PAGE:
It's the time of year that many Americans eagerly anticipate. No, it's not college basketball's March Madness -- or even the coming of spring. It's the return of daylight saving time, when most households in the U.S. advance their clocks one hour ahead, providing them an additional hour of daylight at the end of the day.

For many people, the additional hour of sunlight gives them a chance to work in the garden or fire up the grill for dinner and not have to worry about toiling away in the darkness. For others, it means simply completing the evening commute before nightfall.

But the change in time can be problematic for some -- especially those who forget to change their clocks before heading to bed Saturday night. Further, as the days have grown longer in recent weeks, many people have become accustomed to rising in the morning with sunlight. Pushing the clock ahead an hour means that some will once again awake to darkness.

Further, though most people appreciate adding daylight to the end of the day, a recent survey showed, perhaps surprisingly, that about a third of Americans "dread" having to turn their clocks ahead an hour, according to a recent poll by mattress-retailer Sleepy's.

The study also showed that about half of the 1,000 adults surveyed believe they've found a solution for the sluggishness that some people experience after the change in time. They favor moving the time change to 2 a.m. Saturday from 2 a.m. Sunday, a shift, Sleepy's says, that theoretically would soften the Monday morning "clock shock" that many feel as they begin the workweek.

An Early Attempt to Save Energy


Daylight saving (not "savings") time got its start in the early part of the last century. The idea to move clocks ahead an hour in the spring so the sun appeared to rise and set an hour later was devised in 1917 by Robert Garland, an industrialist and Pittsburgh city councilman, according to the Pittsburgh Post-Gazette:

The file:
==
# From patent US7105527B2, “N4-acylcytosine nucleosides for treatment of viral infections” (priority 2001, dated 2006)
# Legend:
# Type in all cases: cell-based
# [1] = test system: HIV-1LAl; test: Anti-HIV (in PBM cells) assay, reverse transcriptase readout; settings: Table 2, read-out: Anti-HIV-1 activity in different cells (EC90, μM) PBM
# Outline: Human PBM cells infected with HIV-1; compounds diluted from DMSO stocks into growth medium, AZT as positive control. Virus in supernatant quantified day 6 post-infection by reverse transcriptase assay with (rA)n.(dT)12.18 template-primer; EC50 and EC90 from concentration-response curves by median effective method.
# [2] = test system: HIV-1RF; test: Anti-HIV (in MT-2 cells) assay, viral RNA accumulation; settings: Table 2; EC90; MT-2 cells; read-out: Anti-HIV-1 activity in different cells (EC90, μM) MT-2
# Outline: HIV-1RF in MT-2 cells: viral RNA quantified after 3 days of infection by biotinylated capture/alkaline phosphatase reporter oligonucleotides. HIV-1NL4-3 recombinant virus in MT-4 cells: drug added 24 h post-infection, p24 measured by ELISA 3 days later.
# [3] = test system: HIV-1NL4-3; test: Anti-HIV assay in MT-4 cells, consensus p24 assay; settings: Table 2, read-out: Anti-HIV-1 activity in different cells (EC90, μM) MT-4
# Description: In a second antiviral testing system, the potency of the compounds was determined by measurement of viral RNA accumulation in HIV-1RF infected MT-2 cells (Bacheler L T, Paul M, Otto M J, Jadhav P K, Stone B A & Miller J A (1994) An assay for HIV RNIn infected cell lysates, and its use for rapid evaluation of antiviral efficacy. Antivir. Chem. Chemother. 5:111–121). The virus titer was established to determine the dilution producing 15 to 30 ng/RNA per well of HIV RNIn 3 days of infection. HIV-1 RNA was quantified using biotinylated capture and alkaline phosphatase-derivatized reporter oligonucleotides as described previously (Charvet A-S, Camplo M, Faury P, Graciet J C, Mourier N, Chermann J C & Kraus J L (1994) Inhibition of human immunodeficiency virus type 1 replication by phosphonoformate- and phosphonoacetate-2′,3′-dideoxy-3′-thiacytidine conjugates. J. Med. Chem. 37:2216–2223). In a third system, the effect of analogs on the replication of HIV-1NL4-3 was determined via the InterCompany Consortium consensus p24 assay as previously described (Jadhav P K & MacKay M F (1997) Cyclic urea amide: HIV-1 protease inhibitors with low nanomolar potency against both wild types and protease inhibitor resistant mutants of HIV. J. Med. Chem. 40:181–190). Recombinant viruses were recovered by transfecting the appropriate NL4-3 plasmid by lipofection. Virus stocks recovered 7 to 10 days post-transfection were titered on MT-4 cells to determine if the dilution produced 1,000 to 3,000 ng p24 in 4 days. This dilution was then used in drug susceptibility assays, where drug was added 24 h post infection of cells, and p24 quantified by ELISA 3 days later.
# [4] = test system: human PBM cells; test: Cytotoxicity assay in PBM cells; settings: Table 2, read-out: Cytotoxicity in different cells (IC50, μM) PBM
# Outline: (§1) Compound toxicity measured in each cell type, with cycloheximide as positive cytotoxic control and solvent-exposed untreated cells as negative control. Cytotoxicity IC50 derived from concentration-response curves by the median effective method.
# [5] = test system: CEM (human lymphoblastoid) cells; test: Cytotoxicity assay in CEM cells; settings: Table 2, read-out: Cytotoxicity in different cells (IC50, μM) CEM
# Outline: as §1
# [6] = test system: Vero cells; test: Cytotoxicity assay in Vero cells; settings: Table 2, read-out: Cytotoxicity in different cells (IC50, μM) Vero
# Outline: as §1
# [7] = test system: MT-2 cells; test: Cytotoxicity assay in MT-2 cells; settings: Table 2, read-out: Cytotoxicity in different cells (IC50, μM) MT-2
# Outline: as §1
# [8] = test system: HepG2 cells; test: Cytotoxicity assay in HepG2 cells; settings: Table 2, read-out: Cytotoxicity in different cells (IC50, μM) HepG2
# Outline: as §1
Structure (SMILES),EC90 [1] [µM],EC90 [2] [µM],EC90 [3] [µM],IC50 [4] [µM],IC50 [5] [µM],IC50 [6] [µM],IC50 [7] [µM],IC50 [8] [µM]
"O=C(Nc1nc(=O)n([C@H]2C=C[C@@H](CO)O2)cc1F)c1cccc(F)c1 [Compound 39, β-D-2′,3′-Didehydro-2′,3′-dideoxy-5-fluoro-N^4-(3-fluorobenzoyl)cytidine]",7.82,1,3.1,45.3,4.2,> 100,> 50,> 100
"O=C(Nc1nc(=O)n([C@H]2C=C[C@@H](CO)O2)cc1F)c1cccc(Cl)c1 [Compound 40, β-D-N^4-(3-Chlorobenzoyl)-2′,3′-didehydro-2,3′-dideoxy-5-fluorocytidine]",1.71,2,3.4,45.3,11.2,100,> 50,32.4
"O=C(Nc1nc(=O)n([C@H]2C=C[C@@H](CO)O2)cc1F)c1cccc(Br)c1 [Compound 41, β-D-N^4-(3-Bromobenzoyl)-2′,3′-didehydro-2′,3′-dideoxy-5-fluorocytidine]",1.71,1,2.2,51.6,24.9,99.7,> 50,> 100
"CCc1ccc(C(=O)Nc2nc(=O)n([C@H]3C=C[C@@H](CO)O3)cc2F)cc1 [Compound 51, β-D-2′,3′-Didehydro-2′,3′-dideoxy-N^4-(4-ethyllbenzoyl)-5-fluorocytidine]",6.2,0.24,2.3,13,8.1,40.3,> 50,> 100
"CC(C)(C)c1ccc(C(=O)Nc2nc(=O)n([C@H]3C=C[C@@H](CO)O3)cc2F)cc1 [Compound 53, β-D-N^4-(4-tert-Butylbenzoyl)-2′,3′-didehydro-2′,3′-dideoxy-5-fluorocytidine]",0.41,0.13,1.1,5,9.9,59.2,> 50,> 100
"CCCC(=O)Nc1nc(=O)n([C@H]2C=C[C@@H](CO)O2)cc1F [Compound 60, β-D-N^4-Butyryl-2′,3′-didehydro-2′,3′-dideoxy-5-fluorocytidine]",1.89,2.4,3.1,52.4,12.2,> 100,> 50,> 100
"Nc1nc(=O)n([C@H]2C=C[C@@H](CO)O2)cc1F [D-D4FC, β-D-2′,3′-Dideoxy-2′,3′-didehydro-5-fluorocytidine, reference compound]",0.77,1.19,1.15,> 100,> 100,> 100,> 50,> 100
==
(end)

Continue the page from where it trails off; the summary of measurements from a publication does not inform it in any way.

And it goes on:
The plan provided more hours of usable daylight for both outdoor occupations and recreational activities, while helping to conserve electricity. President Woodrow Wilson signed a law establishing daylight saving time across the United States in 1918, only to have it repealed one year later. In the years following, only a handful of U.S. cities maintained daylight time until Congress passed the Uniform Time Act in 1966, instituting a consistent daylight saving time.

By the time the 1973 oil shortage hit, Congress placed most of the nation on extended daylight saving time for two years in an attempt to save fuel. A Department of Transportation study at the time revealed a significant cutback in energy use -- nearly 10,000 barrels of oil daily.
Of course, not everyone believes that daylight saving time saves energy. As we reported last year:
One expert argues that daylight saving time actually increases gasoline consumption, since Americans spend the additional daylight in their cars going shopping or running other errands.
Spring Forward, Fall Back

There's a mnemonic device many people use to remember to turn clocks ahead an hour in the spring and back to standard time in the fall: "spring forward; fall back." But that doesn't make it any easier for those who find themselves dragging after the time switch.

They may want to embrace another custom not nearly so old -- National Napping Day, which, conveniently, falls on Monday, the day after clocks are moved ahead. The trick, of course, is how to work in that quick snooze while on the job.

Given the nation's still sluggish job market, workers might be more inclined to take a quick trip to Starbucks for an afternoon pick-me-up rather than risk being caught by the boss mid-slumber.

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